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Jet Lag

Jet lag is a circadian rhythm sleep disorder that is also called time zone change syndrome. It involves a mismatch in the timing of your natural tendency to be asleep and the time when you are naturally awake. It occurs due to travel by airplane across many time zones. The long trip quickly puts you in a place where you need to sleep and wake at a time that is different than what your internal body clock expects.

This clock controls the “circadian rhythms” in your body. The word “circadian” means to occur in a cycle of about 24 hours. These rhythms make you feel sleepy or alert at regular times every day. Your internal clock tells your body when it is time to sleep at night. It also tells your body when it is time to be awake during the day. Your body clock does not have time to adjust right away to a new location due to the speed of the travel. Complaints related to this include the following:

Jet lag is a temporary condition. Signs of it appear one to two days after air travel across at least two time zones. How severe it is and how long it lasts depends on the number of time zones you cross. It is also related to the direction of travel. Flying east tends to be harder to adjust to than flying west. Estimates are that it takes one day per time zone for your body clock to adjust to the local time. Crossing more than six time zones can require even more time for your body to adapt. Some people are able to adjust more quickly than others to rapid shifts in time zones.

Jet lag can be made worse by the following:

Who gets it?

Jet lag affects males and females of all age groups. Pilots, flight attendants, and business travelers are most likely to have it. This is because of how often they fly. The elderly are likely to have a more severe problem with it. They may need much more time to recover than younger adults.

How do I know if I have it?

  1. Do you have trouble sleeping or are you very sleepy during the day?
  2. Is this problem due to jet travel across at least two time zones?
  3. Do you have at least one of the following problems within one to two days after travel? These problems include:
    • You are unable to function normally during the day.
    • You have a general feeling of mild sickness.
    • You are having stomach problems.

If your answer to each of these questions is yes, then you might have jet lag.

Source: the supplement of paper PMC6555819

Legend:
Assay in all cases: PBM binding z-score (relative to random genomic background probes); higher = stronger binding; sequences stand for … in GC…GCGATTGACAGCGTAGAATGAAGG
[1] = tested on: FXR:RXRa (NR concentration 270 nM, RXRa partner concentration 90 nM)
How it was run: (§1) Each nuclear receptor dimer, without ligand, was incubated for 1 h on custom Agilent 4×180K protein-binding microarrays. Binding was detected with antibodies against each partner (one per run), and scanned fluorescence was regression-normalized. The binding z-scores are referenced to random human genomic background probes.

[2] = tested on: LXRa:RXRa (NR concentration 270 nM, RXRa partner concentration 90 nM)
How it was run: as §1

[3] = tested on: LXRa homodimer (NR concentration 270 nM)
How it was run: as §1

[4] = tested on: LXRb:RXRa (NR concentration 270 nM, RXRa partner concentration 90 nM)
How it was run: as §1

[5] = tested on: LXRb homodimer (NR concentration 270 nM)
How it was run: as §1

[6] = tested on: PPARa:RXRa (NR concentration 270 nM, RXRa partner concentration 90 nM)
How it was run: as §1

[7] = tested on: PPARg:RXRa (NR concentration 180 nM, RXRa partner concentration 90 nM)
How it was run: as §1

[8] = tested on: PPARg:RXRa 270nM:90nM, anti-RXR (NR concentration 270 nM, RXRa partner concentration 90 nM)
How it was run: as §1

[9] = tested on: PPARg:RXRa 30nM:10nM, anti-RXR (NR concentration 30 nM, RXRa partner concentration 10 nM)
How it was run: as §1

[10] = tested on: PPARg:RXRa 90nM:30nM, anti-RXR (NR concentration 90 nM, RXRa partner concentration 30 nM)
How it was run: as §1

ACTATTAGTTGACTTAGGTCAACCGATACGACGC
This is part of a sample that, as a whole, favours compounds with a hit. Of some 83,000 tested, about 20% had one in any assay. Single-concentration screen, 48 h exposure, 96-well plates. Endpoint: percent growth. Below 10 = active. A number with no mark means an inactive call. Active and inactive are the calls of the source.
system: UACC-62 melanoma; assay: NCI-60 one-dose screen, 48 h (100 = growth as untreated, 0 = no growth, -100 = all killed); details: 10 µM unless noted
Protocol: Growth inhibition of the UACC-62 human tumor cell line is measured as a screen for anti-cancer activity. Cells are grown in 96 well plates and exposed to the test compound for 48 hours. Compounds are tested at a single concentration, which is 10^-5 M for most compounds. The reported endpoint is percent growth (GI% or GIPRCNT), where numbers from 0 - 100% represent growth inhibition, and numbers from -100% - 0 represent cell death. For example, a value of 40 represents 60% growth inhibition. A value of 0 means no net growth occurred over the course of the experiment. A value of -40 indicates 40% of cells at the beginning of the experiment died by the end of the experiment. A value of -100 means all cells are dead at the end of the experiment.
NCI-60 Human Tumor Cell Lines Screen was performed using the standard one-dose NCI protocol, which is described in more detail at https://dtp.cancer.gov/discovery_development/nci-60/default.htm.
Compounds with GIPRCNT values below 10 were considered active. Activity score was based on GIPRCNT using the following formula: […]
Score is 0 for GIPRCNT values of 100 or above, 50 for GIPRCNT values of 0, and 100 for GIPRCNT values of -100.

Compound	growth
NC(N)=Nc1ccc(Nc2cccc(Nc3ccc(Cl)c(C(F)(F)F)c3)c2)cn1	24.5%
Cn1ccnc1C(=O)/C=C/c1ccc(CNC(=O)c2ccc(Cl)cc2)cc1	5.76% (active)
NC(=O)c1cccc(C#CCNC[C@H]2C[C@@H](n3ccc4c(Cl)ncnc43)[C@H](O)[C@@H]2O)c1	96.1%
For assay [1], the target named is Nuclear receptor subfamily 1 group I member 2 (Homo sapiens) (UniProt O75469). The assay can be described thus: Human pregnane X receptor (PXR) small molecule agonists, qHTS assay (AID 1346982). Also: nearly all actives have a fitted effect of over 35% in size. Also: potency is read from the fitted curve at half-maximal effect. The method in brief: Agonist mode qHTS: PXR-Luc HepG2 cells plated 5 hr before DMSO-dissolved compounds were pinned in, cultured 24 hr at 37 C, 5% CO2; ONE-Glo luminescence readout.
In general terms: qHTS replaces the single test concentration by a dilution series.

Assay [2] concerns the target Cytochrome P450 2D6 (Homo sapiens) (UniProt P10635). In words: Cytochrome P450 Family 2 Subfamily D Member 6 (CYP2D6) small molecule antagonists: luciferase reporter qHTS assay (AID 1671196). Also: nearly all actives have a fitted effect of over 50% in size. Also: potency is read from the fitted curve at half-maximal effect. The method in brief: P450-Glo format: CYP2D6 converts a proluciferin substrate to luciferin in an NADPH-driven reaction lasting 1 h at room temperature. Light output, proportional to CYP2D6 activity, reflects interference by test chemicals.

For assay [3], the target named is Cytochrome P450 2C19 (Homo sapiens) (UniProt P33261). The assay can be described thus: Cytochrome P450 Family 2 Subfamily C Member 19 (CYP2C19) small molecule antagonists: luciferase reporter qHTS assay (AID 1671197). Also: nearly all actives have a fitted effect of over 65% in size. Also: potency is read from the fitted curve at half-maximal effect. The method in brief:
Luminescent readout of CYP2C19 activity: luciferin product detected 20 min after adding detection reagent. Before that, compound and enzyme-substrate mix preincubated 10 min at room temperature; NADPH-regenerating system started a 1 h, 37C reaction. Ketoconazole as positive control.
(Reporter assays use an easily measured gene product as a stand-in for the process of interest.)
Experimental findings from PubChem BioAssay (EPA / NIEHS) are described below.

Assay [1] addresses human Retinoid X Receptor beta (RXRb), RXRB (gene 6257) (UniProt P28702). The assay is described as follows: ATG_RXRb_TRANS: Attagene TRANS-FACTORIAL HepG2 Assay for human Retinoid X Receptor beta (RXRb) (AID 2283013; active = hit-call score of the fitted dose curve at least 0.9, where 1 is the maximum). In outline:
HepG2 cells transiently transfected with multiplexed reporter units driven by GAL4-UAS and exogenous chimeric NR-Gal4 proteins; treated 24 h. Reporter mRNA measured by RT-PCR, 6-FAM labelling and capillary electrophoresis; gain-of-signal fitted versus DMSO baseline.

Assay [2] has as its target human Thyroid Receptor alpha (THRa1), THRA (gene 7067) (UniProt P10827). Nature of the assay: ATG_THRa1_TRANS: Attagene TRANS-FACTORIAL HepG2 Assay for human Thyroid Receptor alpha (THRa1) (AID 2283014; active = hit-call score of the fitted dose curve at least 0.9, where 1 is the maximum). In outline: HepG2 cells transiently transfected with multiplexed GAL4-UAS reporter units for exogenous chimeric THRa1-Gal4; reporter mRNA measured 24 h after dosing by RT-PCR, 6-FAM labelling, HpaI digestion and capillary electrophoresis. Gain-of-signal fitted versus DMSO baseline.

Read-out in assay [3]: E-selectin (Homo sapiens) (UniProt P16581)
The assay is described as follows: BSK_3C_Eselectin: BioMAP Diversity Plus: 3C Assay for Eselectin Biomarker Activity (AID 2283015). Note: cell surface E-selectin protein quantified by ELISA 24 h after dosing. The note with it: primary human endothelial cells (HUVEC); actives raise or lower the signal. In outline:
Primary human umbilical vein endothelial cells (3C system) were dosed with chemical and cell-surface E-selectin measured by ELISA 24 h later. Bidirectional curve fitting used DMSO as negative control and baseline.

It is also important to know if there is something else that is causing your sleep problems. They may be a result of one of the following:

Do I need to see a sleep specialist?

You may be able to make changes to your sleep schedule on your own. If you travel very often and continue to struggle, then you may want to visit a sleep specialist.

What will the doctor need to know?

Your doctor may want you to complete a sleep diary for several weeks. This diary should cover a period of time that includes a long trip by plane. This will give your doctor clues as to what might be causing your problems. You can also rate your sleep with the Epworth Sleepiness Scale. This will help show how your sleep is affecting your daily life. The doctor will need to know your complete medical history. Be sure to inform him or her of any past or present drug and medication use.

Will I need to take any tests?

Tests are not normally needed to see if you have jet lag. An overnight sleep study might be used to determine if there are other sleep problems. This study is called a polysomnogram. The polysomnogram charts your brain waves, heart beat, and breathing as you sleep. It also records how your arms and legs move.

How is it treated?

Travelers who are trying to avoid jet lag should plan ahead. They can slowly adjust the times that they go to sleep and wake up before they go on the trip. When the time for their trip comes, their schedule of sleeping and waking should be close to what it will be in their new location. Rest periods, exercise, and the use of light therapy can also help you overcome the effects of jet lag.

SOURCE: American Academy of Sleep Medicine; Reviewed by David A. Kristo, MD

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